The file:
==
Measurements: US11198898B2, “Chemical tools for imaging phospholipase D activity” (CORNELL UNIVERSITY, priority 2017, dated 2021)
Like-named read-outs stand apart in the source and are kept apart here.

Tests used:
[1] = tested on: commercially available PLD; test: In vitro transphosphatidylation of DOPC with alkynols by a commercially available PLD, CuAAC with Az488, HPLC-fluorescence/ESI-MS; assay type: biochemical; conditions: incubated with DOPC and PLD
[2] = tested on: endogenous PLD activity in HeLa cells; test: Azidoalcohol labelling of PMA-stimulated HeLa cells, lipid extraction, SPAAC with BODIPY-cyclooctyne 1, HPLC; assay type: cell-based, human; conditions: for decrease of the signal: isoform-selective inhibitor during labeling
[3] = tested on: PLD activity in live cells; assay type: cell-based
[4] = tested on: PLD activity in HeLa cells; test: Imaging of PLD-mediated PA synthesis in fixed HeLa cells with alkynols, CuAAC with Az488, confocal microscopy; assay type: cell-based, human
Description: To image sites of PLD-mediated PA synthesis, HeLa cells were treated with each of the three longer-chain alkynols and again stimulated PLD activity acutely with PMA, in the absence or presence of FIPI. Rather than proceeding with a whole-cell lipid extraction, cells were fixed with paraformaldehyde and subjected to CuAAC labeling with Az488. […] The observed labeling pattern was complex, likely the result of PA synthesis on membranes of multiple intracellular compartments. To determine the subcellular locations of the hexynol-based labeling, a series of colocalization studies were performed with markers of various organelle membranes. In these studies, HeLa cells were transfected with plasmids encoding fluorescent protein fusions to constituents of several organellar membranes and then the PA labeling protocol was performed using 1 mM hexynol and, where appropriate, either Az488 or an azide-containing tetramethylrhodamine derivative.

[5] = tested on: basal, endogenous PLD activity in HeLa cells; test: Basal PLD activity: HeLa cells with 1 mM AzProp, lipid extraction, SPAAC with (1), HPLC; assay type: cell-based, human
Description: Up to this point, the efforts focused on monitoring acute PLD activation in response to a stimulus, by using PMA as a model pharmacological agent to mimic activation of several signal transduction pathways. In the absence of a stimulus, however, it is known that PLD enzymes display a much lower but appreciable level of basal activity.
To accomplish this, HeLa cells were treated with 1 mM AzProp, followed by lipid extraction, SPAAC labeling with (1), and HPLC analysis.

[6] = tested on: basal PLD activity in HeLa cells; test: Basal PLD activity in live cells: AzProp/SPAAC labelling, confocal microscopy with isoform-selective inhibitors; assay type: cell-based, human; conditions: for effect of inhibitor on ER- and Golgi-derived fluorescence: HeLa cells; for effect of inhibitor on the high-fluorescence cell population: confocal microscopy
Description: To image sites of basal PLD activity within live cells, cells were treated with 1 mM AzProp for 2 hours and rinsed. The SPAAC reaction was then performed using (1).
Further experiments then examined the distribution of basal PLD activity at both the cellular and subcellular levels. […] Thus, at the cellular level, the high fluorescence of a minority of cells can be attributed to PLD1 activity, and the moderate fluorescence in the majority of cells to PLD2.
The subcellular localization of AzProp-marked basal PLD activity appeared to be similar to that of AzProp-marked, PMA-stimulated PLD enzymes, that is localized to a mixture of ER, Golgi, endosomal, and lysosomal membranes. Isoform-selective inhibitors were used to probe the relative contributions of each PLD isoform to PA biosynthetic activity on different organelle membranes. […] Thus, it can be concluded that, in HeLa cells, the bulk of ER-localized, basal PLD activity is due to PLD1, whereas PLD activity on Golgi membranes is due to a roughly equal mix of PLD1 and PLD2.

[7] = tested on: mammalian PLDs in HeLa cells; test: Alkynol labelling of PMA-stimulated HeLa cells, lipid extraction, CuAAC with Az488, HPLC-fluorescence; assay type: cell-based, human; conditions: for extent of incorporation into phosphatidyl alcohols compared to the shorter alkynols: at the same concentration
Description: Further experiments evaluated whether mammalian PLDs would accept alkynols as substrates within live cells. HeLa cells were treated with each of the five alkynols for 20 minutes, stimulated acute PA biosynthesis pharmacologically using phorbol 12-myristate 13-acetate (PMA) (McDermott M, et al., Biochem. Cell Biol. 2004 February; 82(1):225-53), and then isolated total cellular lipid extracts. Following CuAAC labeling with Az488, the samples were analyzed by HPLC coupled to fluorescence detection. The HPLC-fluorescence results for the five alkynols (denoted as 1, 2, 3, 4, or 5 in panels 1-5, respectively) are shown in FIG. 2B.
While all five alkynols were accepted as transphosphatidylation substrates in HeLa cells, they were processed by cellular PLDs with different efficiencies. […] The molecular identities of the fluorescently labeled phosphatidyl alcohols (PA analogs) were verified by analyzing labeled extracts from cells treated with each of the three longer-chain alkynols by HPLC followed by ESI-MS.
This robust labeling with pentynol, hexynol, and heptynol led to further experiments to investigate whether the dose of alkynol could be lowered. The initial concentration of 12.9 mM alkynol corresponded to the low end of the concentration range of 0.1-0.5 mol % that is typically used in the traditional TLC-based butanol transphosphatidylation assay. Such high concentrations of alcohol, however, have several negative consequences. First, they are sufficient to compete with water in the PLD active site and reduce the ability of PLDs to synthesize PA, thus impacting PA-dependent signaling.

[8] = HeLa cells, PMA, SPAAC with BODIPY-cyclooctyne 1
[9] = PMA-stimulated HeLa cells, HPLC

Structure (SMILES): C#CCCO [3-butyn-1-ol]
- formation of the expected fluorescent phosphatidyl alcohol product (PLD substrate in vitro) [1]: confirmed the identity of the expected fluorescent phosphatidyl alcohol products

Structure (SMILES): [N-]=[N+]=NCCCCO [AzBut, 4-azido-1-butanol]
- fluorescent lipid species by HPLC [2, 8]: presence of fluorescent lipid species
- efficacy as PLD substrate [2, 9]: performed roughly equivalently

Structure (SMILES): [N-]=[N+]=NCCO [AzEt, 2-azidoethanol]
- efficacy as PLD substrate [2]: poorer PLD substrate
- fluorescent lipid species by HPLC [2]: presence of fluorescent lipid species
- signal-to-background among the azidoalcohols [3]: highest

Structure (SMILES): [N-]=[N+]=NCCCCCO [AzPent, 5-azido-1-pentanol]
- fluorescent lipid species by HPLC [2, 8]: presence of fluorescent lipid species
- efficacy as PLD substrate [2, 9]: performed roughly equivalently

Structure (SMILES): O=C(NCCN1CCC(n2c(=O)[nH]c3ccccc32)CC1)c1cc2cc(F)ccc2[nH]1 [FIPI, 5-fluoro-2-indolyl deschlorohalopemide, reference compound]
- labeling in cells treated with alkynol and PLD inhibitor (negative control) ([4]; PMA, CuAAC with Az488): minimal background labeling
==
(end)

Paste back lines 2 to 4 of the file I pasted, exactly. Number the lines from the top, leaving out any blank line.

Like-named read-outs stand apart in the source and are kept apart here.

Tests used:
[1] = tested on: commercially available PLD; test: In vitro transphosphatidylation of DOPC with alkynols by a commercially available PLD, CuAAC with Az488, HPLC-fluorescence/ESI-MS; assay type: biochemical; conditions: incubated with DOPC and PLD